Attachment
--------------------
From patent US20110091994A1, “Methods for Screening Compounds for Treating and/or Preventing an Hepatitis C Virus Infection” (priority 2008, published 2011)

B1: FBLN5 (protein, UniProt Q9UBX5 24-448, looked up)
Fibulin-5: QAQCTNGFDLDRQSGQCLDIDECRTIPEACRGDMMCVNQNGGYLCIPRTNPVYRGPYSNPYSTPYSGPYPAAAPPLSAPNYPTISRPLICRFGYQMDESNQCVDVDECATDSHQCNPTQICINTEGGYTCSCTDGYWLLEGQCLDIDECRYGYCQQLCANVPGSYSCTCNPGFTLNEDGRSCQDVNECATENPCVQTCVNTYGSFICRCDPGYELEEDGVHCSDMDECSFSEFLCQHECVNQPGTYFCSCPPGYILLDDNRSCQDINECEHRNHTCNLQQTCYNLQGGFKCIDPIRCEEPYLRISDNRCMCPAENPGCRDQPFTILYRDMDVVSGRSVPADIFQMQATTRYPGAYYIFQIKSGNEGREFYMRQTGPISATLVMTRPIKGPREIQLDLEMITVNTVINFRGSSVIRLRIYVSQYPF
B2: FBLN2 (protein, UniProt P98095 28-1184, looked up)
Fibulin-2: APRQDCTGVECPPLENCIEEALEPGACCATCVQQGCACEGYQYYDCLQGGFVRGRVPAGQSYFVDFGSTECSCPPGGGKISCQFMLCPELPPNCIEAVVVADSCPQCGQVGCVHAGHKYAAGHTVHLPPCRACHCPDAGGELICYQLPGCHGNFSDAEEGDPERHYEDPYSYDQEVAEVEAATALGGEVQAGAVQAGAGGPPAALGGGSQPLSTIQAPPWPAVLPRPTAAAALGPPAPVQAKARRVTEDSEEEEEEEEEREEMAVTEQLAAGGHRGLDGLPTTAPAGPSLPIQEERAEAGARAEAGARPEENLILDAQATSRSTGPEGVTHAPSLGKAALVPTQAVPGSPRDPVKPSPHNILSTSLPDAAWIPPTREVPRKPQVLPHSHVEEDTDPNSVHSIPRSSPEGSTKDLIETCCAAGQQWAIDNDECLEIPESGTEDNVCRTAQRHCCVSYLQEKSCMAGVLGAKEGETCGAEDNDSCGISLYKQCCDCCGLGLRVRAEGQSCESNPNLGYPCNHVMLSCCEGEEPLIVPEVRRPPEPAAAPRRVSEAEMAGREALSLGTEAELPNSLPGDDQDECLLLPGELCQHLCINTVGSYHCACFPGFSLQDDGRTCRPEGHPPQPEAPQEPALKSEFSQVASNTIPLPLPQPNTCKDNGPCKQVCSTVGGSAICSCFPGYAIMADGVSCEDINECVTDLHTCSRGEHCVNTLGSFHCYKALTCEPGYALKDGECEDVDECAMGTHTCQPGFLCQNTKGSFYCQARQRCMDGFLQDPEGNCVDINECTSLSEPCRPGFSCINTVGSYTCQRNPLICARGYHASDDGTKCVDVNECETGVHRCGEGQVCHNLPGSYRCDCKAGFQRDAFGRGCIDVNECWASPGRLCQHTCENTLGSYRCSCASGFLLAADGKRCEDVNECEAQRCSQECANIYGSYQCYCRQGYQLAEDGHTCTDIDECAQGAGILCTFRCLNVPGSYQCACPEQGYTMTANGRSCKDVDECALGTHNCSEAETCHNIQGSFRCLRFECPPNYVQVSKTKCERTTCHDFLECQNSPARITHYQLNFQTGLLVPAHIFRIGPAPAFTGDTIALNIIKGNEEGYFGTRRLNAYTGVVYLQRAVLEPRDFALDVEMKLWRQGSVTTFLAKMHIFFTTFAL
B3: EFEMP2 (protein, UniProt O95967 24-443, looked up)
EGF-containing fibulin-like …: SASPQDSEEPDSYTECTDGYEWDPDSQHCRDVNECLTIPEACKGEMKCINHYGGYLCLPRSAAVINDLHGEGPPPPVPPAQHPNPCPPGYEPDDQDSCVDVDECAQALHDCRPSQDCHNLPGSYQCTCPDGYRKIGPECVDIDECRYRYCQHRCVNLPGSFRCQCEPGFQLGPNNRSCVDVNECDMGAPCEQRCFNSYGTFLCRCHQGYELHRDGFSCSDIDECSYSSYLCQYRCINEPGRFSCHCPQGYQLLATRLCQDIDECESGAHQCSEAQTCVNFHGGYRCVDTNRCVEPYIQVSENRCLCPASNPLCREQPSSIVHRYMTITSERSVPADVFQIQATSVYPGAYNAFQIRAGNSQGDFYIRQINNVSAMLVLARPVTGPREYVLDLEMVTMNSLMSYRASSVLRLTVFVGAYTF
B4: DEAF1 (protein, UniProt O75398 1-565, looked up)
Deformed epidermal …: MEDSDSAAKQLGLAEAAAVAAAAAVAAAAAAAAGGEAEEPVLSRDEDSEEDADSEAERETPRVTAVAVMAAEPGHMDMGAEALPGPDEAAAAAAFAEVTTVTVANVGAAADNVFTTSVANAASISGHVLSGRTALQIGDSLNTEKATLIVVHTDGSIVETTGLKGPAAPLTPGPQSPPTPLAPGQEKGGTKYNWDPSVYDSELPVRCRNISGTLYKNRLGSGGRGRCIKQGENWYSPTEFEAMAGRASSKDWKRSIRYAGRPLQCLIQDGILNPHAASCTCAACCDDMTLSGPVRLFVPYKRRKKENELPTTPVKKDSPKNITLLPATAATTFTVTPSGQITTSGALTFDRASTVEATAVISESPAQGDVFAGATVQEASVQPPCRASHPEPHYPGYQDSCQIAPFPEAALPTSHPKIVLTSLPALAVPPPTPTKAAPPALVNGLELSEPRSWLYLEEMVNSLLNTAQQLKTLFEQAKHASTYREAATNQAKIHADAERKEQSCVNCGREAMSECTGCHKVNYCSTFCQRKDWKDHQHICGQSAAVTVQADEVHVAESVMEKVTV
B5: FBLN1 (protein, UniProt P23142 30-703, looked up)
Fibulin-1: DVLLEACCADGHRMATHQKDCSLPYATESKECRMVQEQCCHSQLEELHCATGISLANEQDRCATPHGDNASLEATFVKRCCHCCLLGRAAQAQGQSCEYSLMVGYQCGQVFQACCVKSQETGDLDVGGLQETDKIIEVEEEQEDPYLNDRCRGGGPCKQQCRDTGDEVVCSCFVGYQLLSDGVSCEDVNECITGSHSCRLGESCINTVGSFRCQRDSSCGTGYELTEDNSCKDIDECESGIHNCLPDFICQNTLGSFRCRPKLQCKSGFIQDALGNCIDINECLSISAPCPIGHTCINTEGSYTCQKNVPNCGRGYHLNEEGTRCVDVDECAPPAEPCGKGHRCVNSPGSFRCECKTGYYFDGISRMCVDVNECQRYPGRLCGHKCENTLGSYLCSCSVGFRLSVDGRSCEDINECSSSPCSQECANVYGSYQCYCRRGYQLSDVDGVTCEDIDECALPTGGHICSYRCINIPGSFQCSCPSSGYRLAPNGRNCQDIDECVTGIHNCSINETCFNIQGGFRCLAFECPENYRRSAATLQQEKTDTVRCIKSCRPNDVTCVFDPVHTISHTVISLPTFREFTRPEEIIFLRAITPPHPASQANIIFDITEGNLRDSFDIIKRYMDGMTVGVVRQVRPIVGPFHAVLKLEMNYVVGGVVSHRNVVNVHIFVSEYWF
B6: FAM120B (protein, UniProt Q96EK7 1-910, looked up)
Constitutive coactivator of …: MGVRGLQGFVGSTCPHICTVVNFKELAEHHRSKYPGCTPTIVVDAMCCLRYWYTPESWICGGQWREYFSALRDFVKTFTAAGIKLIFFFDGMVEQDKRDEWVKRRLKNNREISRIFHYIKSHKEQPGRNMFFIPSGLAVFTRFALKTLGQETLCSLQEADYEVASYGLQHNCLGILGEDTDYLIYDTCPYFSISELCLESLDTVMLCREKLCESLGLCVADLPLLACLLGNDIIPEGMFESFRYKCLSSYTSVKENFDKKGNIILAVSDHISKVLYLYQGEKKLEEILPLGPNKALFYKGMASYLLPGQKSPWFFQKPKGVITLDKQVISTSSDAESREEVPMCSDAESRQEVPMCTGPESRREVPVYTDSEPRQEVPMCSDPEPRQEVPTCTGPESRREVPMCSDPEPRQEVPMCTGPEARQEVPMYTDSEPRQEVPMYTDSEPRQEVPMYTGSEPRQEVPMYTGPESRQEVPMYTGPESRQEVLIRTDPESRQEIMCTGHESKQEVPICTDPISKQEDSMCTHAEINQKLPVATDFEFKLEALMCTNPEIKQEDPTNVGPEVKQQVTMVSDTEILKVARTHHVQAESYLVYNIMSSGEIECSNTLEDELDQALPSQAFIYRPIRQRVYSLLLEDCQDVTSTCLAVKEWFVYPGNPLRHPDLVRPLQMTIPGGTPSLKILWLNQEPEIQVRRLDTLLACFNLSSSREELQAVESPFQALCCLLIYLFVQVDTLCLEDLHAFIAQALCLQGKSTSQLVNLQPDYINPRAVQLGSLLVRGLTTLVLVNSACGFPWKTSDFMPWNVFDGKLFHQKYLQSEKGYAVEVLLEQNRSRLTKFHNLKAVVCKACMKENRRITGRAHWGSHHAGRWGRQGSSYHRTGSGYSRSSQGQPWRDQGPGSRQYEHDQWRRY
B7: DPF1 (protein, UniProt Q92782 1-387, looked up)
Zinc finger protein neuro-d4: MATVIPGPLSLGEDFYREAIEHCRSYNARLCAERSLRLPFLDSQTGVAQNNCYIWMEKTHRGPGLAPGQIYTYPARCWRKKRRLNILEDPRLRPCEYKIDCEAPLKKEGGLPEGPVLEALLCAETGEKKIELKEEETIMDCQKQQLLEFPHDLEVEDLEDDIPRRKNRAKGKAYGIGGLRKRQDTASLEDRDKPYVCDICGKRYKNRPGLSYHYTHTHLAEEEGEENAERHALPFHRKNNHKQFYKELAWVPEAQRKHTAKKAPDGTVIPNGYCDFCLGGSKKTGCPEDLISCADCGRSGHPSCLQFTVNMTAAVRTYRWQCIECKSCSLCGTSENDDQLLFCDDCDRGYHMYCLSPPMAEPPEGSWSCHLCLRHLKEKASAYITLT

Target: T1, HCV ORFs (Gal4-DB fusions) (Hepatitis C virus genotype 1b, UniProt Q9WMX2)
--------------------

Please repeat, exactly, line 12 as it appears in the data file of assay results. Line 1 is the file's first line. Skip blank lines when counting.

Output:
B6: FAM120B (protein, UniProt Q96EK7 1-910, looked up)